Wednesday, April 23, 2008

Press Release: Six Major Challenges Ahead for UNCTAD

Dr. Yash Tandon, Executive Director of the South Centre delivered his statement "Towards National and Collective Self Reliance of the South" at the General Debate of the Twelfth Session of the United Nations Conference on Trade and Development (UNCTAD-XII) on 23rd April at Accra, Ghana.

According to Dr. Tandon, "there are areas of development in the South that give reasons to celebrate. The independence shown by some countries in Latin America from dependence in the North is an example of this positive development. The growth of the economies of certain countries in Asia whose increasing so- called “sovereign wealth” is now the source of bailing out distressed banks in the North is a sign of changing times".

Whilst we have a lot to celebrate, we still confront major challenges.

According to Dr. Tandon, "at the systemic level there are still many serious and formidable obstacles to change towards a more equitable and just world that needs urgent collective action by the global community. Africa looks more mired than the rest of the South in the quagmire of the past, but there are signs of growth in Africa too".

Dr. Tandon listed six major challenges where UNCTAD should direct its energies and future efforts. The challenges include:

1 Recognise that the three pillars set by the UN reform process -- security, development and human rights -- are interdependent; none can be sacrificed for the others.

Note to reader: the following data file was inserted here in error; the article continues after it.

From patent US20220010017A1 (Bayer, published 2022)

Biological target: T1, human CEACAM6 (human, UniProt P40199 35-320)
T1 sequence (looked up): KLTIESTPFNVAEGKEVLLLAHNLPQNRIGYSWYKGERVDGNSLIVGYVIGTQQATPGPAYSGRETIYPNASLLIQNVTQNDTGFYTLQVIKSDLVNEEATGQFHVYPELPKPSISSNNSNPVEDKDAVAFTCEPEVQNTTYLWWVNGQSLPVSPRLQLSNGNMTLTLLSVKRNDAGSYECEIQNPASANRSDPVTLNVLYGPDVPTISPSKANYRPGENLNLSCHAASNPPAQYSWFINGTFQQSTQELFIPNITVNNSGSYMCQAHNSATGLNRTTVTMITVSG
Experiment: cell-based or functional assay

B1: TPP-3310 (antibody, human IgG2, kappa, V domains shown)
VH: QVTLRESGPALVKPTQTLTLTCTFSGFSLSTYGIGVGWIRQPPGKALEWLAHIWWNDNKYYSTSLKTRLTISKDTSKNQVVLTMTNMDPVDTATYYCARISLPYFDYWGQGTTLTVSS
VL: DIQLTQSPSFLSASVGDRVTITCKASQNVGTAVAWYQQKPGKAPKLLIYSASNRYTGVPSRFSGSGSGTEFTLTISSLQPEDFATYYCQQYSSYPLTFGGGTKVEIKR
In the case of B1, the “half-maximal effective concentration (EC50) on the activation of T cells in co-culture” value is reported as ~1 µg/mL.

2. Recognise that MDGs are not simply a statistical game of numbers, or simply one of finding money. There are difficult and complex political issues underlying them. Statistization and monetization of MDGs mask /mystify systemic and structural malaise behind these issues, and divert attention from them. Recognise that what led to Millennium Summit in 2000 and MDGs was the development failure in 1990s. That still remains the case.
3. Recognise that the Washington Consensus is dead, and therefore there is need for fresh thinking on development, financial architecture, and climate change.
4. Recognise that development is self-defined; the North cannot define it for the South.
5. Recognise that aid and charity are the wrong way towards addressing systemic and developmental issues, especially of Africa. UNCTAD must lead the way towards finding ways and means of exiting from aid dependence for the countries of the South.
6. Recognise that the UN, imperfect as it is, is nonetheless the only truly global inter governmental system we have, and the need therefore to work through it. But understand that power and access to knowledge are the key to hard-nosed negotiations.

However, difficult as they may seem, UNCTAD should be bold enough to face them as the price for not taking action is something developing countries can ill-afford. And in this effort, UNCTAD will find in the South Centre a willing ally. The South Centre makes up for its woefully limited resources with hard work and independent conceptual thinking, and enjoys the confidence of the countries of the South.

Read the complete statement at:

or contact: Vikas Nath, Head - Media and Communication, South Centre at